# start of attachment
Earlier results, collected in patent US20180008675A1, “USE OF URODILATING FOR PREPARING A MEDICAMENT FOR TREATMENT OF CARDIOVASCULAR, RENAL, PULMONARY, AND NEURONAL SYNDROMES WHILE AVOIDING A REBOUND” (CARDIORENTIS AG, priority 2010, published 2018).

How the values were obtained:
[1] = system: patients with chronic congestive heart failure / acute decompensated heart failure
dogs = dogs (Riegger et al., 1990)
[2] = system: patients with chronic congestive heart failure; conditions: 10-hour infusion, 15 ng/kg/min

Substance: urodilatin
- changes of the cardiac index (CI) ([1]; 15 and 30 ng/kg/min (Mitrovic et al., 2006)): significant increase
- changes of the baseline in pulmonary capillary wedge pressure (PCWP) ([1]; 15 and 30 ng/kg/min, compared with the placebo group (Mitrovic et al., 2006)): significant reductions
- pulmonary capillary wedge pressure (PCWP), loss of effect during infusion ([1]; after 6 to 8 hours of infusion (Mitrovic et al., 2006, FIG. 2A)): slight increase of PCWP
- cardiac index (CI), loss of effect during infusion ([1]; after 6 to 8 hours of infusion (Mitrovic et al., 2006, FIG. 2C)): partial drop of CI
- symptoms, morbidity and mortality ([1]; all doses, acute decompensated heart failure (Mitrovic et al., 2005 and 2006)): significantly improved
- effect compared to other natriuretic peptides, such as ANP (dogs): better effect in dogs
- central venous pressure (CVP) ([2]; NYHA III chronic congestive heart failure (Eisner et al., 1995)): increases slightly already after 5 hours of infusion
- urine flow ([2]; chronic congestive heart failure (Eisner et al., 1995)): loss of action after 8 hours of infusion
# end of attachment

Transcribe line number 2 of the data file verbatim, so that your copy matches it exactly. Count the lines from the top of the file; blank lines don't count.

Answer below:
How the values were obtained: